March 28th, 2009

National Park Service Retracts Proposed Lead Ammo Ban

National Park ServiceIn an official press release dated March 10, 2009, the National Park Service (NPS) announced its intention to ban all lead bullets, lead-containing ammunition, and lead fishing tackle in the lands under NPS control. National Park Service director Dan Wenk stated: “Our goal is to eliminate the use of lead ammunition and lead fishing tackle in parks by the end of 2010. We want to take a leadership role in removing lead from the environment.”

Well, it looks like the NPS was not prepared for a firestorm of criticism. This week it back-peddled, issuing another press release stating that there would be no actual lead ban affecting the general public.

National Park Service Clarifies Lead Ammo Policy
Faced with pressure from groups representing hunters and anglers, and criticism from some politicians, the Park Service has disavowed its stated policy to ban lead ammo and lead fishing tackle by 2010. Now the Park Service is saying that it was “misunderstood”. Last week the Park Service issued a “clarification”, stating that the proposed lead restrictions would only apply to Park Service employees and projects. Duly chastened, the NPS pledged to seek input from hunters, anglers, and other interested parties. No future ban on lead ammo or tackle will be imposed without “public involvement, comment, and review”. Here are the key points in the latest NPS release:

“1. Nothing has changed for the public. We are simply announcing the NPS goal of eliminating lead from NPS activities to protect human and wildlife health.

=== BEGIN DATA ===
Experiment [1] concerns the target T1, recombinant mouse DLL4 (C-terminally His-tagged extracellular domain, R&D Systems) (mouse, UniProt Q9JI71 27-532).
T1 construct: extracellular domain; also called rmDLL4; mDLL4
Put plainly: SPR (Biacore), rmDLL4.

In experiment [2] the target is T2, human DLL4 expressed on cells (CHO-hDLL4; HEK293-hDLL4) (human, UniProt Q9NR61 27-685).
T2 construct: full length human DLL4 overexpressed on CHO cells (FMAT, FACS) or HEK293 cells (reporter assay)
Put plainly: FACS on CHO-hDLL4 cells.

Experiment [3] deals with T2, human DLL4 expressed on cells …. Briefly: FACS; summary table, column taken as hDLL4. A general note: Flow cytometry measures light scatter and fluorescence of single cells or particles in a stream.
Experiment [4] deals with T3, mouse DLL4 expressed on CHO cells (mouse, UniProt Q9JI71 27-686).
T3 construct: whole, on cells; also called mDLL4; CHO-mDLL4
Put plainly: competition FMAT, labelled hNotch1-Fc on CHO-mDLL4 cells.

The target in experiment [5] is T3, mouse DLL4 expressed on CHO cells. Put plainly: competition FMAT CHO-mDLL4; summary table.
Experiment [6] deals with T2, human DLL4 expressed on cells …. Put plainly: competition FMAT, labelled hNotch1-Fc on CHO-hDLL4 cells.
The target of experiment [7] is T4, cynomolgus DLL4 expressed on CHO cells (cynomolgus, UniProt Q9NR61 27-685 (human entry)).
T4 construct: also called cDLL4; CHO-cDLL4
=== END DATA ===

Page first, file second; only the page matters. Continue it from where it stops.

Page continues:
2. We will work to clean our own house by altering NPS resource management activities. In 2009, we will transition to non-lead ammunition in culling operations and dispatching sick or wounded animals.

3. In the future, we will look at the potential for transitioning to non-lead ammunition and non-lead fishing tackle for recreational use by working with our policy office and appropriate stakeholders/groups. This will require public involvement, comment, and review.”

Permalink Hunting/Varminting, News 1 Comment »
March 28th, 2009

How to "Bump" Your Cases the Right Amount when Sizing

Harrell’s Precision sells “semi-custom” full-length bushing dies for the PPC and 6BR chamberings. While the Harrell brothers do not cut the die to spec, they carry a large selection of dies made with slightly different internal dimensions. When you send in your fired brass, the Harrells choose a die from inventory with just the right amount of sizing (diameter reduction) at the top and bottom of the case. Given the quality, and precise fit, Harrell’s full-length dies are a good value at $70.00 plus shipping.

Bump Measuring Collar
The Harrell brothers provide a nice bonus item with each full-length die — a neat, little shoulder bump measuring device as shown in the photo at right. Hornady/Stoney Point sells a stand-alone tool that does the same job, but the Harrell’s bump collar is simpler and faster. To measure your shoulder bump, simply place the Harrell’s bump collar over the front of your deprimed case (before sizing) and measure the OAL with your calipers. Then size the case in your full-length die, replace the collar and repeat the measurement. You want to set your die so the shoulder moves back about .001″ to .0015″ for most applications. (With semi-auto guns you may want more bump.)

When measuring for shoulder bump, you need to remove the primers first. Our friend Boyd Allen explains: “Use a decapping tool or die to remove the fired primer before taking the initial measurement. When working to thousandths, even the raised edge of a crater or a slightly raised primer can throw you off by a significant amount.”

Permalink Reloading, Tech Tip No Comments »